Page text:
Howard concluded, "If a reduction in force ends up being the answer to the city's financial crisis, then city council and the administration should own the blame as opposed to the residents who don't want to pay both high utilities and an additional income tax to a city whose leaders have proven that they are not fiscally responsible."

Mayor Heath used his report to council to deliver his annual "State of the City" address and parts of it were a defense of the administration's action and an argument for the income tax. He also asked the public to judge the current issues of their merit and not on what he described as "the vicious campaign of hate, animosity and sometimes just plain lies that has been launched against me personally in these last three months."

Heath stated, "If we do not find an immediate source of additional income for our general fund, Jackson will be changed forever and the community so many of us grew up in and loved for it, will be gone; and a community which struggles with disappearing jobs, more drugs, more crime and a slow decay of life, will replace it."

Heath stated he was proud of the advances the city has made during his tenure as mayor and feels the city government has spent and invested the citizens' money wisely, has reduced costs when possible and is operating with fewer employees than when he started the job. He sounded a warning about what cuts might mean for the community.

"All the advances that have been made could very well be wiped out," Heath said. "While other communities will be moving forward for the betterment of our residents, we will be regressing and sliding backwards, as will all our residents, whether it affects them today or not."

Heath also had some comparisons to offer which bolstered his appeal for an income tax. He once again noted that of the 247 cities in Ohio, 243 have a city income tax and that the three who don't, have a much higher property-tax base than Jackson. He also pointed out that the municipalities of Wellston and Oak Hill in Jackson County have more millage of property taxes than Jackson and that both also have a municipal income tax.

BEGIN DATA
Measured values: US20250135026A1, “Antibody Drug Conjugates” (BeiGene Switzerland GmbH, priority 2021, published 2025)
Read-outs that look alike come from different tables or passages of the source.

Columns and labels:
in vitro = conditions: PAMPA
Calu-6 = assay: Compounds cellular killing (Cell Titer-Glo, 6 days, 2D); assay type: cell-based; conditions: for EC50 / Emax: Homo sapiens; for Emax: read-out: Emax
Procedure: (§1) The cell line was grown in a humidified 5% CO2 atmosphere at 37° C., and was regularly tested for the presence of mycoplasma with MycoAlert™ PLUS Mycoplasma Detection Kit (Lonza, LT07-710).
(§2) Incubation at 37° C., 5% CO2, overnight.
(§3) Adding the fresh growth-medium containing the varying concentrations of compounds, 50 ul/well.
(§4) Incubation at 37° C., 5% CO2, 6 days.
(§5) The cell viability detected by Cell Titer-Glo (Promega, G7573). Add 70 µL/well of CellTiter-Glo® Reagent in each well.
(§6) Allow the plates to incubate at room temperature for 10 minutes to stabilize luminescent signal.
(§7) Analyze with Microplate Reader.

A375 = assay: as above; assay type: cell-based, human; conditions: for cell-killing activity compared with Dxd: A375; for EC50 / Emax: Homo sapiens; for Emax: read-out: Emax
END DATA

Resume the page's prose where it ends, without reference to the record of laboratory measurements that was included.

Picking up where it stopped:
With the city no longer being permitted to use rents and right-of-way reimbursements to help fund the police department, Heath feels a city income tax is the only alternative to laying off police officers and putting public safety at greater risk.

"...We need to have an adequate police department and we need to have it now," Heath concluded. "Because if we let down our guard now, the drug lords from Michigan, Ohio and West Virginia will have set up a permanent shop in our community and will never go away. The decision as to our future is ours. The decision is ours as to what is fair and responsible, not necessarily the most popular. It is easy to be popular, it is difficult to be responsible, and I want to see Jackson have another 200 years of growth, love and caring for others, as we have enjoyed our first 200 years; but the crossroads are here, and now must be met."